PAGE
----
The UK Regulations took advantage of Article 2(2) of the European Directive on commercial agents by incorporating a provision to the effect that the UK Regulations would not apply to agents whose activities as commercial agents are considered secondary. A Schedule to the UK Regulations provides that the activities of a commercial agent are considered secondary where the primary purpose of the arrangement with the principal is other than as set out in paragraph 2 of the Schedule. The key provision in Crane v Sky was paragraph 2(b)(ii) of the Schedule to the Regulations, which provides that an arrangement will be secondary if the goods concerned are not such that procuring a sale on one occasion is likely to lead to further sales with that customer or another one. The agent, Crane, was appointed to sell Sky boxes. The court held that the sale of one Sky box would not lead to the sale of another. Further sales were generated by a desire to benefit from the Sky television service, which was not the subject of the agreement under which Crane sold the Sky boxes. Given that the UK Regulations also do not apply to agencies for the supply of services (but only to goods), they could also not apply to an agency for the sale of the Sky subscriptions themselves. The Regulations therefore did not apply to the agency for the sale of the Sky boxes. The case makes it clear that the UK Regulations will not protect agents who sell goods where each sale is a ‘one off’ and not likely to lead to further sales.
Breach justifying Immediate Termination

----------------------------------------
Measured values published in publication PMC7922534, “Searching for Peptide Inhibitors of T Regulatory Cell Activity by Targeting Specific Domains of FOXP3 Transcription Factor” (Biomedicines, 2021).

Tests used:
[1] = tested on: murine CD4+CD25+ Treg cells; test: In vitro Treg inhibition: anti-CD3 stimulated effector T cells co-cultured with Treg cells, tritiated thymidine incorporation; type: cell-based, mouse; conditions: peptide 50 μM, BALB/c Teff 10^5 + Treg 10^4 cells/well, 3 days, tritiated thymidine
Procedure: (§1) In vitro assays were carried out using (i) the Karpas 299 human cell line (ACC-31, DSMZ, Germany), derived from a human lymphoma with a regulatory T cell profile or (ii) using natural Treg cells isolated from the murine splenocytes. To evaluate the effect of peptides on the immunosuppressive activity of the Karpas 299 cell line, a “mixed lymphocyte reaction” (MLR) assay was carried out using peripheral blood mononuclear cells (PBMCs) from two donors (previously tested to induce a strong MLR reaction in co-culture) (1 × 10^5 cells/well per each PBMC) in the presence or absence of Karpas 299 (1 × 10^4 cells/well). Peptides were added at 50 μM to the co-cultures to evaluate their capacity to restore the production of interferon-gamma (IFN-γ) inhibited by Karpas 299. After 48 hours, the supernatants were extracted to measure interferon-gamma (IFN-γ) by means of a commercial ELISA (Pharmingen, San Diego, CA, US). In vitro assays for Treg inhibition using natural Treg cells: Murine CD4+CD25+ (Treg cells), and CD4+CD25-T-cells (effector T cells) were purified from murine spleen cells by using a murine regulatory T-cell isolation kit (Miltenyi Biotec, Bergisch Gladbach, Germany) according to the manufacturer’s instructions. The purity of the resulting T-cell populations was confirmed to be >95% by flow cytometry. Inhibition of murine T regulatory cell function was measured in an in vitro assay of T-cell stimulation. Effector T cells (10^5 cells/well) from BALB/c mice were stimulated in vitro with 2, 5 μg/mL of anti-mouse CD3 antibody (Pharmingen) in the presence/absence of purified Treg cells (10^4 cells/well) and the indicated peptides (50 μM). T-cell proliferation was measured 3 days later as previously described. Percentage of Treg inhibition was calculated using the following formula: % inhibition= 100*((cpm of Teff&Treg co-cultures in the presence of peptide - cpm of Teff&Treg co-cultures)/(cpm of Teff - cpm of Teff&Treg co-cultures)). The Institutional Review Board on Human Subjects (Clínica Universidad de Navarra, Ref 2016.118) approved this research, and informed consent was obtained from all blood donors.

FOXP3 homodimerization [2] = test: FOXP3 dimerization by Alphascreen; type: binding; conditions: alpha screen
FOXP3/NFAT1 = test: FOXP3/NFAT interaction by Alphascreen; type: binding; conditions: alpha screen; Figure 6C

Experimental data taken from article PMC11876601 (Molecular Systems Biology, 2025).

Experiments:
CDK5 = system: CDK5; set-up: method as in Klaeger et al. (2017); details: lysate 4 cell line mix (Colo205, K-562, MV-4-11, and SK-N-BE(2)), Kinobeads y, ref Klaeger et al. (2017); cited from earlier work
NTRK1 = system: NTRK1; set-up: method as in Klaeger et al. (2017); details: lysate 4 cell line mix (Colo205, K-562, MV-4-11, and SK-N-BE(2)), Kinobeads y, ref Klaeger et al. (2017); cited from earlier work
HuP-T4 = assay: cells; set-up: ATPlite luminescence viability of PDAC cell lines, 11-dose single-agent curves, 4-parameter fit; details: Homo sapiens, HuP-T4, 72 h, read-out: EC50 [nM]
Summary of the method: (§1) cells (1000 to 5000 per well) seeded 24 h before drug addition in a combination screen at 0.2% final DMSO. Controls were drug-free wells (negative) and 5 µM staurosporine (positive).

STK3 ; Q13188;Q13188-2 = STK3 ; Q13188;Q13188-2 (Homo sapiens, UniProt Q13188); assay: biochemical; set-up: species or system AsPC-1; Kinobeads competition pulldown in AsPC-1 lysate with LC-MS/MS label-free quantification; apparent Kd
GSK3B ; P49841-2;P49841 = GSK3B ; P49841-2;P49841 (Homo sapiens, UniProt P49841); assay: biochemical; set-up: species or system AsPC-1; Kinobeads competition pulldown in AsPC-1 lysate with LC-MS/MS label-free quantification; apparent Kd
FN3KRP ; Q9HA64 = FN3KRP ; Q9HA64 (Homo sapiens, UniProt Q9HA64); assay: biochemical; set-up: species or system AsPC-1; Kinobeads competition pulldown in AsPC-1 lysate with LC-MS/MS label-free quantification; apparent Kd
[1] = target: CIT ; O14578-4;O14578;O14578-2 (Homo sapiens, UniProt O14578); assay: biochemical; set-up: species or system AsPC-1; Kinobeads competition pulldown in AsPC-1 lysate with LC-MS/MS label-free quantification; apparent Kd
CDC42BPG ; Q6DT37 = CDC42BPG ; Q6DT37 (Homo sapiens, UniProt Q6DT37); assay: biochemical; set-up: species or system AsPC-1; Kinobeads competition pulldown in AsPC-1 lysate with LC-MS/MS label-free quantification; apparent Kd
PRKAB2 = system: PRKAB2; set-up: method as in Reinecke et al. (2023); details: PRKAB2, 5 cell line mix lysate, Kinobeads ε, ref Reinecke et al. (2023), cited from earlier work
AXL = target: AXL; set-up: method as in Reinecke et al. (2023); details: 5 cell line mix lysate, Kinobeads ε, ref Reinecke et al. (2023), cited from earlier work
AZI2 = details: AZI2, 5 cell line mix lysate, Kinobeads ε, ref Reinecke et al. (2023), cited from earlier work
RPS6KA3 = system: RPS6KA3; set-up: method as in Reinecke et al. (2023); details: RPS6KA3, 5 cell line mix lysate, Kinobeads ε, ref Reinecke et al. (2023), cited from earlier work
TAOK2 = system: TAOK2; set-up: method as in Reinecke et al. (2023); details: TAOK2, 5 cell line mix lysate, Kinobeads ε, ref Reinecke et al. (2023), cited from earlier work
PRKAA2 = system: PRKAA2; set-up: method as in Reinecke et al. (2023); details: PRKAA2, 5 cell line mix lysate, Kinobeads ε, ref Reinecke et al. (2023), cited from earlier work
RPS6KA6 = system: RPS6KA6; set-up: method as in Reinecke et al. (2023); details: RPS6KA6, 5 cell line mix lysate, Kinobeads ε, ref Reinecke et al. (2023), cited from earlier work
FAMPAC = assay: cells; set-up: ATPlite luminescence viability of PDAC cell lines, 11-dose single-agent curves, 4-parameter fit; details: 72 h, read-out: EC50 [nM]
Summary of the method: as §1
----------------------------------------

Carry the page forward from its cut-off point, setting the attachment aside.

The case also clarifies the circumstances in which an agent looses his right to compensation or indemnity under Regulation 18, where a contract is terminated because of a breach by the agent which would justify immediate termination by the principal under any enactment or rule of law, pursuant to Regulation 16. The court held firstly that where there was an entitlement to terminate immediately, the right to compensation or indemnity would be lost even where the principal terminated by giving a period of notice, provided that the breach justifying termination is such as would have entitled the principal to terminate without notice. In determining whether the breach was a breach of this kind, the court would apply the English doctrine of repudiatory breach. It will not therefore be sufficient merely that the contract provides a contractual right to terminate without notice for a particular breach, if that breach is not of a sufficiently serious nature as to justify immediate termination as provided under the English law of repudiatory breach.
Election for Indemnity
Finally, the case also clarifies the effect of a provision in a contract purporting to exclude all rights to compensation and indemnity. The UK Regulations permit the parties to choose either indemnity or compensation as the agent’s payment on termination. Unless the contract provides otherwise, the agent is entitled to compensation, rather than indemnity. The court decided that a clause purporting to exclude both compensation and indemnity did not constitute such a contrary provision, and the result would therefore be entitlement to compensation rather than indemnity.
Edward Miller, IDI Country Expert for United Kingdom.